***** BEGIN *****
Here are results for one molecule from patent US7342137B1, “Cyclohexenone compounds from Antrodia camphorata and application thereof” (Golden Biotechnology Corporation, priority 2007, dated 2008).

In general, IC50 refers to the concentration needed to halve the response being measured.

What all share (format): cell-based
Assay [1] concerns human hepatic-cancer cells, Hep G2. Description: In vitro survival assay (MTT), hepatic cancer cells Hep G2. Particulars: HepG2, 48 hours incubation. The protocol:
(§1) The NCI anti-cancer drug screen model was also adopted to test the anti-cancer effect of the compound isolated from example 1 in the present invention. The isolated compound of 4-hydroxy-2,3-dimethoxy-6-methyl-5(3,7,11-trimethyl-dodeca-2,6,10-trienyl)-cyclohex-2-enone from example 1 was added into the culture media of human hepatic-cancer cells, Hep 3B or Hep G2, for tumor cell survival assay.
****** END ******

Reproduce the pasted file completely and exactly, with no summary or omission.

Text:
Here are results for one molecule from patent US7342137B1, “Cyclohexenone compounds from Antrodia camphorata and application thereof” (Golden Biotechnology Corporation, priority 2007, dated 2008).

In general, IC50 refers to the concentration needed to halve the response being measured.

What all share (format): cell-based
Assay [1] concerns human hepatic-cancer cells, Hep G2. Description: In vitro survival assay (MTT), hepatic cancer cells Hep G2. Particulars: HepG2, 48 hours incubation. The protocol:
(§1) The NCI anti-cancer drug screen model was also adopted to test the anti-cancer effect of the compound isolated from example 1 in the present invention. The isolated compound of 4-hydroxy-2,3-dimethoxy-6-methyl-5(3,7,11-trimethyl-dodeca-2,6,10-trienyl)-cyclohex-2-enone from example 1 was added into the culture media of human hepatic-cancer cells, Hep 3B or Hep G2, for tumor cell survival assay.